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Seduction: Japan's Floating World

A visit to the Yoshiwara
late 1680s
by Hishikawa Moronobu (Japanese, d. 1694)
Handscroll; ink, colors, and gold on paper.

This long and unusually large handscroll presents the Yoshiwara, Edo's premier brothel district, as a glamorous site for sensual gratification. Well-tended shops, bordellos, and an upscale house of assignation (ageya) provide the settings for fifteen episodes — spread across nearly 58 feet of scroll paper — that recount the special customs and rituals of the quarter. Carefree pleasure seeking is tempered only at the very end where, in a nod to the economics of the floating world, the scroll concludes with a scene of clients settling their bills the morning after a lavish party with top-ranked courtesans.

The scroll opens along a path thronged with visitors making their way toward the Yoshiwara's main gate. Once inside the gate, we see snapshots of bustling commerce along four streets that intersect with Nakanochō, the Yoshiwara's main boulevard. Samurai with swords in black scabbards, their faces concealed under sedge hats, mingle with merchants seeking the company of prostitutes who lounge in lattice-front brothels or parade through the streets in fashionable attire. The scroll's second half brings the viewer to a fifth cross-street, Ageyachō. The view moves inside, to a house of assignation where top-ranked courtesans meet their clients. Cooks in a bustling kitchen ready delicacies for partygoers, and clients eat, imbibe, and bed down (see the essay by Eric Rath in this volume for descriptions of the assignation process and of the sumptuous food on offer). The furnishings of this upscale establishment include luxurious bedding and folding screens with Chinese-style ink paintings and inscriptions, the latter adding an aura of refinement appropriate for wealthy visitors.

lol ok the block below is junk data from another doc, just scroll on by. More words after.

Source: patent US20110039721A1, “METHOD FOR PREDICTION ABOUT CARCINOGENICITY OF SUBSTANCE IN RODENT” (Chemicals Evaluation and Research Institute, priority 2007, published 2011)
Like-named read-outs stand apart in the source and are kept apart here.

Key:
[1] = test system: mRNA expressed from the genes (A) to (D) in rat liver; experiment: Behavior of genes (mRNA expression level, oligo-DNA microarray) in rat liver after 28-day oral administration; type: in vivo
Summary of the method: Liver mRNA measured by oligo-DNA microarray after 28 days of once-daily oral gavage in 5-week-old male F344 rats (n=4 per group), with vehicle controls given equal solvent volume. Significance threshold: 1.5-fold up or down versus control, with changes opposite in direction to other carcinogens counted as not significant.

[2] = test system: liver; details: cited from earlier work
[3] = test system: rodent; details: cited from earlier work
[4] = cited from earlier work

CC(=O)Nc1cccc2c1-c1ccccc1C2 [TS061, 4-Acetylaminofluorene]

Although the signature and seal at the end of the scroll are thought to be later additions, scholars attribute the paintings to the hand of Hishikawa Moronobu. This early master of floating-world subjects was at the peak of his career when this scroll was painted and had an insider's knowledge of the quarter, being married to a former courtesan. The elaborate vignettes are rendered in luminous pigments of crushed minerals—rich malachite and vermilion play off each other and guide the action indoors and out. Labels identifying the settings and accents of clothing and objects are picked out in gold ink. The lavish treatment suggests that Moronobu made it for someone who harbored fond memories of time spent in the Yoshiwara, possibly a member of the military elite. David Waterhouse has proposed Yanagisawa Yoshiyasu (1658–1714) as a possible candidate.[1]

Moronobu depicted the same subject matter in a set of woodblock prints, Scenes in the Yoshiwara (Yoshiwara no tei), and was probably also the artist responsible for another related work, the illustrated book A Guide to Love in the Yoshiwara (Yoshiwara koi no michibiki; see the translation by Helen Nagata on pages 219–237 of this catalogue). Using the inexpensive medium of woodblock prints, publishers spread the fantasy of Yoshiwara pleasures to a broad audience of ordinary townsmen, some of whom might never have the opportunity or means to venture there.

For further information about this scroll, see the essays by Melinda Takeuchi and Eric Rath in this catalogue.

1. Waterhouse, "Hishikawa Moronobu," 49–51.

John C. Weber Collection

Image © John Bigelow Taylor.